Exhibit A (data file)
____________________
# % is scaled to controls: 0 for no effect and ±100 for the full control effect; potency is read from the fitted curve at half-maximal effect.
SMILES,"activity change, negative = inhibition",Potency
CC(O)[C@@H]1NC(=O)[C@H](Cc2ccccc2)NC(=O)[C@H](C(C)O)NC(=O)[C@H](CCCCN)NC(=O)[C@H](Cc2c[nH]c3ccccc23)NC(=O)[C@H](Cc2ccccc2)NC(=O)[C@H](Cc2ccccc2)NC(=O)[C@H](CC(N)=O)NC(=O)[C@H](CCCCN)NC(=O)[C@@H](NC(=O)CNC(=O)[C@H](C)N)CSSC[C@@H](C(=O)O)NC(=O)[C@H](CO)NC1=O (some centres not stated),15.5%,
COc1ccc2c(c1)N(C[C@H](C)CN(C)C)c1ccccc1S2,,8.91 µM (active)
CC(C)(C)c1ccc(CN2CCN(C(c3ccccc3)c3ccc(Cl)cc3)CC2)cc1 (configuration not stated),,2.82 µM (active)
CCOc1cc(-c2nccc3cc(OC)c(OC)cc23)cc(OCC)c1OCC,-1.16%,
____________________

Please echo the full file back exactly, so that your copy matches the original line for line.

# % is scaled to controls: 0 for no effect and ±100 for the full control effect; potency is read from the fitted curve at half-maximal effect.
SMILES,"activity change, negative = inhibition",Potency
CC(O)[C@@H]1NC(=O)[C@H](Cc2ccccc2)NC(=O)[C@H](C(C)O)NC(=O)[C@H](CCCCN)NC(=O)[C@H](Cc2c[nH]c3ccccc23)NC(=O)[C@H](Cc2ccccc2)NC(=O)[C@H](Cc2ccccc2)NC(=O)[C@H](CC(N)=O)NC(=O)[C@H](CCCCN)NC(=O)[C@@H](NC(=O)CNC(=O)[C@H](C)N)CSSC[C@@H](C(=O)O)NC(=O)[C@H](CO)NC1=O (some centres not stated),15.5%,
COc1ccc2c(c1)N(C[C@H](C)CN(C)C)c1ccccc1S2,,8.91 µM (active)
CC(C)(C)c1ccc(CN2CCN(C(c3ccccc3)c3ccc(Cl)cc3)CC2)cc1 (configuration not stated),,2.82 µM (active)
CCOc1cc(-c2nccc3cc(OC)c(OC)cc23)cc(OCC)c1OCC,-1.16%,